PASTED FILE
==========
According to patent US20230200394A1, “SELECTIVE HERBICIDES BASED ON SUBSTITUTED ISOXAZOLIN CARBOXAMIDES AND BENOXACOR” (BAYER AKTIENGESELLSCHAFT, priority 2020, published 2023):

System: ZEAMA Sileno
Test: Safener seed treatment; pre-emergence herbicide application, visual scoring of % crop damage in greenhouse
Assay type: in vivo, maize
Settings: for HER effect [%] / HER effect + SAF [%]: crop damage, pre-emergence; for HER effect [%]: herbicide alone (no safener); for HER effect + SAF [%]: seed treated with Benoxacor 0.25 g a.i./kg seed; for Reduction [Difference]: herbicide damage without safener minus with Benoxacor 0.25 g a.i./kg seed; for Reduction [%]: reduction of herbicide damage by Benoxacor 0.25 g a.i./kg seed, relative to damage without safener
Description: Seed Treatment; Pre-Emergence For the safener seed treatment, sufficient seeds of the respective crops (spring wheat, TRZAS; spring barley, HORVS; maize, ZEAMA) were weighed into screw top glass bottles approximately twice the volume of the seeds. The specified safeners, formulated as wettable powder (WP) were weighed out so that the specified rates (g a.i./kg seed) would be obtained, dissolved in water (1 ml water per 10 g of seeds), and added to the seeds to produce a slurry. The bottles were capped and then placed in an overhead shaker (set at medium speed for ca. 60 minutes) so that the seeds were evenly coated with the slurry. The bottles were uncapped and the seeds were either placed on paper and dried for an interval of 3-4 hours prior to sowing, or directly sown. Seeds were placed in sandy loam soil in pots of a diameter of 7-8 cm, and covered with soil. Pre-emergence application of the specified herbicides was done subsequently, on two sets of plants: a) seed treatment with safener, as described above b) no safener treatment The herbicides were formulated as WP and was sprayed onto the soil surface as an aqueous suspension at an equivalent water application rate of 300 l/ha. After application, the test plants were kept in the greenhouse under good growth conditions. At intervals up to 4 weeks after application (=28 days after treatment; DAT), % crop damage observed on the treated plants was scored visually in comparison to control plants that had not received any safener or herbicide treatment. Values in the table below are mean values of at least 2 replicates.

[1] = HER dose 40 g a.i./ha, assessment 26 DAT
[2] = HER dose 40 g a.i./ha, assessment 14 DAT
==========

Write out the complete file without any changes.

According to patent US20230200394A1, “SELECTIVE HERBICIDES BASED ON SUBSTITUTED ISOXAZOLIN CARBOXAMIDES AND BENOXACOR” (BAYER AKTIENGESELLSCHAFT, priority 2020, published 2023):

System: ZEAMA Sileno
Test: Safener seed treatment; pre-emergence herbicide application, visual scoring of % crop damage in greenhouse
Assay type: in vivo, maize
Settings: for HER effect [%] / HER effect + SAF [%]: crop damage, pre-emergence; for HER effect [%]: herbicide alone (no safener); for HER effect + SAF [%]: seed treated with Benoxacor 0.25 g a.i./kg seed; for Reduction [Difference]: herbicide damage without safener minus with Benoxacor 0.25 g a.i./kg seed; for Reduction [%]: reduction of herbicide damage by Benoxacor 0.25 g a.i./kg seed, relative to damage without safener
Description: Seed Treatment; Pre-Emergence For the safener seed treatment, sufficient seeds of the respective crops (spring wheat, TRZAS; spring barley, HORVS; maize, ZEAMA) were weighed into screw top glass bottles approximately twice the volume of the seeds. The specified safeners, formulated as wettable powder (WP) were weighed out so that the specified rates (g a.i./kg seed) would be obtained, dissolved in water (1 ml water per 10 g of seeds), and added to the seeds to produce a slurry. The bottles were capped and then placed in an overhead shaker (set at medium speed for ca. 60 minutes) so that the seeds were evenly coated with the slurry. The bottles were uncapped and the seeds were either placed on paper and dried for an interval of 3-4 hours prior to sowing, or directly sown. Seeds were placed in sandy loam soil in pots of a diameter of 7-8 cm, and covered with soil. Pre-emergence application of the specified herbicides was done subsequently, on two sets of plants: a) seed treatment with safener, as described above b) no safener treatment The herbicides were formulated as WP and was sprayed onto the soil surface as an aqueous suspension at an equivalent water application rate of 300 l/ha. After application, the test plants were kept in the greenhouse under good growth conditions. At intervals up to 4 weeks after application (=28 days after treatment; DAT), % crop damage observed on the treated plants was scored visually in comparison to control plants that had not received any safener or herbicide treatment. Values in the table below are mean values of at least 2 replicates.

[1] = HER dose 40 g a.i./ha, assessment 26 DAT
[2] = HER dose 40 g a.i./ha, assessment 14 DAT